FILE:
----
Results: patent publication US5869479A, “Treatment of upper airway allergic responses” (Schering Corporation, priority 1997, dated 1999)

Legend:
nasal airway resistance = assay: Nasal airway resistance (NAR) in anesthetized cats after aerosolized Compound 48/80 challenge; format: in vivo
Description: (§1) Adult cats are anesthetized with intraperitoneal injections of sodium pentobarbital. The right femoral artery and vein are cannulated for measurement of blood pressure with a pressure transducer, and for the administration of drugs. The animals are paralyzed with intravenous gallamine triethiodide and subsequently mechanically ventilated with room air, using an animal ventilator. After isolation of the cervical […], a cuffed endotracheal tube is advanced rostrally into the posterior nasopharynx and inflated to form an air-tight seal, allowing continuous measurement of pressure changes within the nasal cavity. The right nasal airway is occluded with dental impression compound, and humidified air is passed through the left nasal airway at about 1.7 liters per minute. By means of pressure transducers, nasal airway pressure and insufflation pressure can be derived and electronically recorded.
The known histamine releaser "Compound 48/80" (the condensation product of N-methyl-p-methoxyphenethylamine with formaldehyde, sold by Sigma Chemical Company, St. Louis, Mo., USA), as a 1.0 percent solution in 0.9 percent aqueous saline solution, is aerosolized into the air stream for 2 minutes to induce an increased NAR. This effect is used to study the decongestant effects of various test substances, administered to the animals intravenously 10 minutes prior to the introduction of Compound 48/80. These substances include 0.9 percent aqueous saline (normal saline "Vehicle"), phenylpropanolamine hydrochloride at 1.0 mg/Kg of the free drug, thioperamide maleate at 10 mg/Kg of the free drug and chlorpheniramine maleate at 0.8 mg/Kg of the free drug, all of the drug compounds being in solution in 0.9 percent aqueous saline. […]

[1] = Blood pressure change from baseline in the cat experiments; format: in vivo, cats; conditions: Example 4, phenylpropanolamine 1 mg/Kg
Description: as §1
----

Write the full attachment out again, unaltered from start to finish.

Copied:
Results: patent publication US5869479A, “Treatment of upper airway allergic responses” (Schering Corporation, priority 1997, dated 1999)

Legend:
nasal airway resistance = assay: Nasal airway resistance (NAR) in anesthetized cats after aerosolized Compound 48/80 challenge; format: in vivo
Description: (§1) Adult cats are anesthetized with intraperitoneal injections of sodium pentobarbital. The right femoral artery and vein are cannulated for measurement of blood pressure with a pressure transducer, and for the administration of drugs. The animals are paralyzed with intravenous gallamine triethiodide and subsequently mechanically ventilated with room air, using an animal ventilator. After isolation of the cervical […], a cuffed endotracheal tube is advanced rostrally into the posterior nasopharynx and inflated to form an air-tight seal, allowing continuous measurement of pressure changes within the nasal cavity. The right nasal airway is occluded with dental impression compound, and humidified air is passed through the left nasal airway at about 1.7 liters per minute. By means of pressure transducers, nasal airway pressure and insufflation pressure can be derived and electronically recorded.
The known histamine releaser "Compound 48/80" (the condensation product of N-methyl-p-methoxyphenethylamine with formaldehyde, sold by Sigma Chemical Company, St. Louis, Mo., USA), as a 1.0 percent solution in 0.9 percent aqueous saline solution, is aerosolized into the air stream for 2 minutes to induce an increased NAR. This effect is used to study the decongestant effects of various test substances, administered to the animals intravenously 10 minutes prior to the introduction of Compound 48/80. These substances include 0.9 percent aqueous saline (normal saline "Vehicle"), phenylpropanolamine hydrochloride at 1.0 mg/Kg of the free drug, thioperamide maleate at 10 mg/Kg of the free drug and chlorpheniramine maleate at 0.8 mg/Kg of the free drug, all of the drug compounds being in solution in 0.9 percent aqueous saline. […]

[1] = Blood pressure change from baseline in the cat experiments; format: in vivo, cats; conditions: Example 4, phenylpropanolamine 1 mg/Kg
Description: as §1